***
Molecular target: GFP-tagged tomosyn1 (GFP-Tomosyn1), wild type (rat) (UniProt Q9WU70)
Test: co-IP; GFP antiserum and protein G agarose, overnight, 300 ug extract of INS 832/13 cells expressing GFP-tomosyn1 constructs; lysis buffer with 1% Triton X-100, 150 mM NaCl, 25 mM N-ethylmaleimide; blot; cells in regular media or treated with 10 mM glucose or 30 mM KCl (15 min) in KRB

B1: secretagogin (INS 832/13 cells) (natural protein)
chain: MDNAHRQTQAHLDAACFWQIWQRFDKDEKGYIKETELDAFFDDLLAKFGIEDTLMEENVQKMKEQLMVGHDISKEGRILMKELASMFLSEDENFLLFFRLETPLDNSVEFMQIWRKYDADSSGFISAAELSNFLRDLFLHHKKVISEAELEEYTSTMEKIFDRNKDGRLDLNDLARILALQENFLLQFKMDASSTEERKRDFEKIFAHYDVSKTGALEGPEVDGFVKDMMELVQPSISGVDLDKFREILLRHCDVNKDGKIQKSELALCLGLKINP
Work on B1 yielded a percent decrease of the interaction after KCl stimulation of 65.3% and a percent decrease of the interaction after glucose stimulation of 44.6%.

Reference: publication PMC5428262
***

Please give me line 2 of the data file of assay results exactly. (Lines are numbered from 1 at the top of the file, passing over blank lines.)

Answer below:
Test: co-IP; GFP antiserum and protein G agarose, overnight, 300 ug extract of INS 832/13 cells expressing GFP-tomosyn1 constructs; lysis buffer with 1% Triton X-100, 150 mM NaCl, 25 mM N-ethylmaleimide; blot; cells in regular media or treated with 10 mM glucose or 30 mM KCl (15 min) in KRB